By John T. Bennett - 12/20/11 02:45 AM EST
Japan's defense ministry has selected Lockheed Martin's F-35 as its next-generation fighter jet, which recently has drawn fire from a key U.S. senator, the company said late Monday.
The Asia-Pacific nation will purchase 60 F-35s, ending its hotly contested F-X fighter competition and handing Lockheed up to $8 billion.
“We are honored by the confidence the Japanese government has placed in the F-35 and our industry team to deliver this fifth-generation fighter to the Japan Air Self Defense Force,” Bob Stevens, Lockheed Martin's chairman and CEO, said in a statement late Monday. “This announcement begins a new chapter in our long-standing partnership with Japanese industry and builds on the strong security cooperation between the U.S. and Japan.”
The announcement provides a boost for the largest weapons program in Pentagon history, which has had a rough few weeks.
The program has been hampered recently by cost spikes, developmental problems and political bombs — Senate Armed Services Committee Ranking Member John McCain (R-Ariz.) earlier this month calling it “tragedy” and urging that prime contractor Lockheed Martin be held more accountable for problems and cost spikes.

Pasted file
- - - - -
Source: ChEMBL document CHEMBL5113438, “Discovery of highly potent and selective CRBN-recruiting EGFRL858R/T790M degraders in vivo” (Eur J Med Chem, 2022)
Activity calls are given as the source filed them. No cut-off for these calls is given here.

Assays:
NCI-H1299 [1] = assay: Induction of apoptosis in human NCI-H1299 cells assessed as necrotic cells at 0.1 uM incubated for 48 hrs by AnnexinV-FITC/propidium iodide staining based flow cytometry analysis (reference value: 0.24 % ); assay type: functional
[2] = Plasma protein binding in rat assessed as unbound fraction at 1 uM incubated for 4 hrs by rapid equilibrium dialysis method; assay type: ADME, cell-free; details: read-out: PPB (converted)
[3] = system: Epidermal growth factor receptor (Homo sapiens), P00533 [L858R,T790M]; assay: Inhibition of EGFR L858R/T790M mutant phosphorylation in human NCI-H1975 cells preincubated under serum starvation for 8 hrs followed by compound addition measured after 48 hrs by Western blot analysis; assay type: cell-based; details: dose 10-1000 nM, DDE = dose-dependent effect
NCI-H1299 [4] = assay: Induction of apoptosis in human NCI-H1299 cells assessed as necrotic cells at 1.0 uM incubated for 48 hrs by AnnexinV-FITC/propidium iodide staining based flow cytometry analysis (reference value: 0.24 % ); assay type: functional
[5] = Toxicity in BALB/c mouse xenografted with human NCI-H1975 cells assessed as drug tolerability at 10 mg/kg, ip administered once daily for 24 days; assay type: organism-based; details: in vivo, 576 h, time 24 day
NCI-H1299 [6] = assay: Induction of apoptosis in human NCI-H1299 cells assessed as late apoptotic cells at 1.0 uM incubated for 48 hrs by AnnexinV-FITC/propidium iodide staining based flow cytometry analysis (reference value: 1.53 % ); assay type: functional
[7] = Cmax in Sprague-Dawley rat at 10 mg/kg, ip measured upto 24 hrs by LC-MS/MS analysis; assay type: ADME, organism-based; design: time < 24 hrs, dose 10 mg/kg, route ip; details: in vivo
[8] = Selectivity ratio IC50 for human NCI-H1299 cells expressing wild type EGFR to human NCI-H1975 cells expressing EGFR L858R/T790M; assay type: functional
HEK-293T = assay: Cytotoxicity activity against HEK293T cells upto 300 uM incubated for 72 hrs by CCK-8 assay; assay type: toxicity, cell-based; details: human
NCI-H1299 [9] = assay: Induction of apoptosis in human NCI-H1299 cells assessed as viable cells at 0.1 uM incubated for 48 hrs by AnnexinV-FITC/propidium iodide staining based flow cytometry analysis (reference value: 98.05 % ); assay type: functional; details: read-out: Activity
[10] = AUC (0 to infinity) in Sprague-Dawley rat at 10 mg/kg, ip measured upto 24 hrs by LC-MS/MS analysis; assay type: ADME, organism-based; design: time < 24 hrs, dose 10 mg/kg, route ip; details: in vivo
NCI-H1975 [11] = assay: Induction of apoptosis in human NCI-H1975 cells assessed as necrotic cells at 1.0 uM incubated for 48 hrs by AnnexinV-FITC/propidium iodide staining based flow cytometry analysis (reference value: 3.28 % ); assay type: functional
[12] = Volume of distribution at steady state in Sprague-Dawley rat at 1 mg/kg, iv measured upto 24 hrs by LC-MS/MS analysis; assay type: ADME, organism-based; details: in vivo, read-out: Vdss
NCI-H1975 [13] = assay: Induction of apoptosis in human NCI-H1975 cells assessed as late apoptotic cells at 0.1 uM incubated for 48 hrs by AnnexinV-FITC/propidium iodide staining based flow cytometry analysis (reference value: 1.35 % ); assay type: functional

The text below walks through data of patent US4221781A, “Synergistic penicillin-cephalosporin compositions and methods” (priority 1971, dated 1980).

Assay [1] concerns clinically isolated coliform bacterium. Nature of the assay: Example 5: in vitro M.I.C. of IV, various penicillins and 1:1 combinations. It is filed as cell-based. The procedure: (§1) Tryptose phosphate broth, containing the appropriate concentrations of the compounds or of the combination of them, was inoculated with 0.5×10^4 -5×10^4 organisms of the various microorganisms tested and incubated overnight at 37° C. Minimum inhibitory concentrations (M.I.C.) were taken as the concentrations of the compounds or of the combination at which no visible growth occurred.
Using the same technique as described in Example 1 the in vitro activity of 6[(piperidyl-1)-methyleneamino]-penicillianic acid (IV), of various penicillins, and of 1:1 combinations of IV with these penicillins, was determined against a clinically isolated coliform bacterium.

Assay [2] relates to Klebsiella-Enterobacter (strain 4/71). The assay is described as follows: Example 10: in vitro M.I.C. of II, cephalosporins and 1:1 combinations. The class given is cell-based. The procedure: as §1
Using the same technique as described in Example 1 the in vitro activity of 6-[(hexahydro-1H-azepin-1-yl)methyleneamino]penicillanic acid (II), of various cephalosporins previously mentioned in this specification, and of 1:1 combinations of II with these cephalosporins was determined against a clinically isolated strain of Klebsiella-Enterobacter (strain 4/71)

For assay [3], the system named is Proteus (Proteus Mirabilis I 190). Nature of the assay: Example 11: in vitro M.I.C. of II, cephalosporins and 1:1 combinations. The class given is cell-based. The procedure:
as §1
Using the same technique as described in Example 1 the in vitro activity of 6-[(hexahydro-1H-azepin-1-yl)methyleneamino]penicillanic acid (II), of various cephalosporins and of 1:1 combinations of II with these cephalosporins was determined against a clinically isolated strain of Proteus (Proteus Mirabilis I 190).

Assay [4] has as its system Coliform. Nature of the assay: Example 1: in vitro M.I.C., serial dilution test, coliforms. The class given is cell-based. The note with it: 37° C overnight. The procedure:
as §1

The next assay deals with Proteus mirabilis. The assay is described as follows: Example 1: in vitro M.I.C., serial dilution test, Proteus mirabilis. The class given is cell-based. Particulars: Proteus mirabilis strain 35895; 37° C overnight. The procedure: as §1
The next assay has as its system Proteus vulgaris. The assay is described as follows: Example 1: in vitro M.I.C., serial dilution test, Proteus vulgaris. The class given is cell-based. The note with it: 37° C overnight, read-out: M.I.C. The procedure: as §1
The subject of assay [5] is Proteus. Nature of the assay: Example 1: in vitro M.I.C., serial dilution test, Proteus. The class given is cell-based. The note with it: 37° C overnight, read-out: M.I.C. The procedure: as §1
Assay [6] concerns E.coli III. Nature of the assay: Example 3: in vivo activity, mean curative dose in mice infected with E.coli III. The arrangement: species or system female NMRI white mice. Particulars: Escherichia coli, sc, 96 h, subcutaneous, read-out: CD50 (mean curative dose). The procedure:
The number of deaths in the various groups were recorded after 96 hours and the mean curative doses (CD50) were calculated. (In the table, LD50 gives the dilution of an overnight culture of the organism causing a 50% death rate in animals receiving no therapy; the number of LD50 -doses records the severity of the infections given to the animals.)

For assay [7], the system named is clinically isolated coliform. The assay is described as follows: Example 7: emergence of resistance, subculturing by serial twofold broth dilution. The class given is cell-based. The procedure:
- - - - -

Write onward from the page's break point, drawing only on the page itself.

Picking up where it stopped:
Japan's decision will be welcomed in the Pentagon because it will give Washington a couple squadrons more of the stealthy attack jet in the Asia-Pacific region, the area of the world to which the Obama administration is focusing U.S. foreign policy. The region is dominated by China, Washington's top economic and military rival.
Japan's intention to buy the American-made jets would be the latest instance of an Asia-Pacific nation buying American weapons.
In mid-November, the White House announced several trade deals while President Obama was traveling in the region.
One of the deals would provide a boost for Connecticut-based Sikorsky, with Brunei signing on to buy 12 Blackhawk S-70i helicopters. The deal will support up to 1,100 American jobs, according to the White House. There also is an option involved that could "double the project's size, value and job creation," the White House said at that time.
The announcement of the Blackhawk sale came one day after Obama announced that up to 2,500 U.S. Marines will be stationed in Australia. The agreement with Australia also will lead to more U.S. Navy ships visiting the island nation, and more U.S. Air Force war planes rotating there.
Those November moves were viewed by analysts as a direct counter to China's growing military might.